with wild animals, plants, and other creatures
Existential dialogue 27: the different sides of love

Existential dialogue 27: the different sides of love

The different sides of love

The different sides of love

A dialogue between Gottfried the bird and Baruch the heron. Gottfried thinks that each being is independent but part of a logical and harmonious whole, accessible through singing. Baruch spends a lot of time still and this allows him to understand that everyone is a unique and particular, yet in relation with others and the universe.

Gottfried: Baruch, you are back, I’m glad to see you!

Baruch: that makes me happy, Gottfried, and I needed comfort.

Gottfried: what’s going on ?

Baruch: I met someone over there in the south.

Gottfried: it’s wonderful, why are you sad?

Baruch: I don’t know if she’ll come here.

Gottfried: so why did you leave her?

Baruch: ah, I’m not quite sure yet but it seemed it was necessary. Besides, I don’t like the south in summer, it’s too hot and too humid.

Gottfried: and her, what does she think of the north?

Baruch: well, she doesn’t like it very much, she is cautious.

Gottfried: if it’s true love, you have found the half that makes each of you a one so now that one is missing from the other and vice versa, you will do anything to find each other again.

Baruch: yes, that seems obvious, but even true love cannot feed only on itself. It needs other horizons that will nourish it. I don’t want to stop coming to the domain because I also love this place and its people, including you although you often make fun of me. This is why it is also certain that there is no pain without love because when the external cause which provoked it disappears or is absent, misfortune appears.

Gottfried: eh Baruch, you became very sentimental suddenly but you are right, love is never easy. It is taking pleasure in the perfection of the other and his or her happiness so it also brings the fear that it may disappear. What you need to remember, though, is that you have found the one that had awakened that feeling in you again. Enjoy it instead of being saddened by it.

Baruch: I may have wanted to leave her to test this feeling in me and give her the opportunity to test it in her. Also to test this feeling I have for the domain and the feeling she has for her place of origin. Love take many forms even if one ultimately wins over the others.

Gottfried: you are wise and you shouldn’t doubt your qualities as they are the ones that gave birth to this feeling of love in her and make me want to make fun of you because I love you too.

Baruch: it seems to me that I do know that but have you noticed how we often need confirmation and that we will seek it from those who we believe will give it to us?

Gottfried: so I did well to answer you as I did! Do you think that your love is a love of benevolence which makes you love the pleasure of the other or a love of concupiscence which is akin to the desire for the pleasure that the other brings to you?

Baruch: aren’t the two always a little related?

Gottfried: the first matters more than the second because the desire is not sufficient insofar as once satisfied, it disappears.

Baruch: then it comes back but I will grant you that, without feeling of benevolence, if only out of the selfish necessity to preserve this half which makes us whole, love is a lure.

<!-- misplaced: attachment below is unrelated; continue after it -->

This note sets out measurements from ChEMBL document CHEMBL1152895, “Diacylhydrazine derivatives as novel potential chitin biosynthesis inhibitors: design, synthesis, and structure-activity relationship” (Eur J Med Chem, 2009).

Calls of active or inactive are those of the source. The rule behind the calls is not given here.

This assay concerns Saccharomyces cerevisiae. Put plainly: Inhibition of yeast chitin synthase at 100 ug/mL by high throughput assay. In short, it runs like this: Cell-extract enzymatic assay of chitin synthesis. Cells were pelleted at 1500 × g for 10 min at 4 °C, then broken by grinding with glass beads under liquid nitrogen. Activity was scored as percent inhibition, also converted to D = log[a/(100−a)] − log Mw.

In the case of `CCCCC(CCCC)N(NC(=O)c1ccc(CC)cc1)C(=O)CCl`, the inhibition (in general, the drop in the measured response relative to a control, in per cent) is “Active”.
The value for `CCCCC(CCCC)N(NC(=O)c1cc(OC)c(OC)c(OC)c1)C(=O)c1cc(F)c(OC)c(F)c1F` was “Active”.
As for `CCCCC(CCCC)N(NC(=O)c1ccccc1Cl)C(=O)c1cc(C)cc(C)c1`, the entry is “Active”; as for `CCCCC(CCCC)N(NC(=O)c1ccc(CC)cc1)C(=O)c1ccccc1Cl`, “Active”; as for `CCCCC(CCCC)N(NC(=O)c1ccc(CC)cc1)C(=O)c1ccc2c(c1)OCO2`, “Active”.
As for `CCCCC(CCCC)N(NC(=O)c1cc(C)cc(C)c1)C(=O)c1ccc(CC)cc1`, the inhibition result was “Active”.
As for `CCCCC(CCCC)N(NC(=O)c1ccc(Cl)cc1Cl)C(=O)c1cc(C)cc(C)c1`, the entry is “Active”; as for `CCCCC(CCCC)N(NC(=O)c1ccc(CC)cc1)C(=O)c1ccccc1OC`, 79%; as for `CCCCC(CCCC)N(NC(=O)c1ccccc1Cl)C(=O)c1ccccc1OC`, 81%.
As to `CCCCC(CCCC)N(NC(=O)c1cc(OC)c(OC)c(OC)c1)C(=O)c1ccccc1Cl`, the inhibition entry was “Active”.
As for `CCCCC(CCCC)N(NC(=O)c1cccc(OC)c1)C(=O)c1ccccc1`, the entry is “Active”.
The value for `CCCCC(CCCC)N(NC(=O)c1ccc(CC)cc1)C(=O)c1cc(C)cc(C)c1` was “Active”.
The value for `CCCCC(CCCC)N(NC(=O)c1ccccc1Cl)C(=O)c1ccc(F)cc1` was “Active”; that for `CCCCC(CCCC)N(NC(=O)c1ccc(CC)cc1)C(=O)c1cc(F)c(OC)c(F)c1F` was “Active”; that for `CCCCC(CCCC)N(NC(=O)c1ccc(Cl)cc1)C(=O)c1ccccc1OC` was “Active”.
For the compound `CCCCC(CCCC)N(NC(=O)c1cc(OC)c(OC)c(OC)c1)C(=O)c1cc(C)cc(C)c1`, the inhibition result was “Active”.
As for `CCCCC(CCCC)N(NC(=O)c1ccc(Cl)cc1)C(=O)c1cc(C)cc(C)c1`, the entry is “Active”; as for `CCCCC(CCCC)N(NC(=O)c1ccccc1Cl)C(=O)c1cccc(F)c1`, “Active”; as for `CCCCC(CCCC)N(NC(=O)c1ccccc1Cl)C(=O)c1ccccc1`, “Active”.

Gottfried: so for Baruche, what do you plan to do?

Baruch: I want first to persuade her to come join me here because she does not know that in summer, it is less cold than she thinks and that above all, my friends could be hers. Then we’ll see.

Gottfried: did you tell her all that?

Baruch: yes, of course, she even urged me to leave but she didn’t promise me anything.

Gottfried: she’s thinking. The female species need time to make up its mind but that she pushed you seems to show that she cares about you. In this case, she wanted less to get rid of you than to see you happy, even if it meant suffering if she really loves you. Doesn’t it seem to you that your two decisions complement each other?

Baruch: you make me feel a lot better, dear Gottfried. Would you speak knowingly?

Gottfried: it took me weeks and weeks to conquer Birdee. I thought I would lose my voice. She was listening to me and wasn’t pushing me away but she was also letting me go elsewhere.

Baruch: so you advise me patience and perseverance?

Gottfried: is it not what defines you? It should be easy.

Baruch: it’s easy to catch fish but with Baruche, it’s different; she confuses me and makes me lose my mind.

Gottfried: so take advantage of it, it has been a long time since you were troubled, right?

Baruch: yes, that’s true, but I’m not sure I’m that wise as you are right now.

Gottfried: being wise and being in love, it hardly goes together!


How can we define love?

For Baruch, it is a joy caused by the existence of the other but because the other can change or disappear, it is also a worry that causes pain. Because of the selfishness always latent in love, it must be tested by trials and time to verify and ensure its quality.

For Gottfried, it is the meeting of the half that we lacked but there is two kinds of love: one which is related to desire because the other is seen as a source of pleasure, and one which relates to kindness because the other is seen as someone to whom we want to be kind. Only the last is true because it is the only one that can last when the desire disappears.

Possible questions

Is love always selfish, even in sacrifice?

Can we love someone else without loving ourselves first?


Want to think a little more? See, for example, The Symposium, a dialogue with several voices that allows Plato to explore the nature and the benefits of love.

Want to contribute to these dialogues? Write your comments and questions below.

Want to know more about the tastes of Baruch and Gottfried? Their favorite books are in the domain library.


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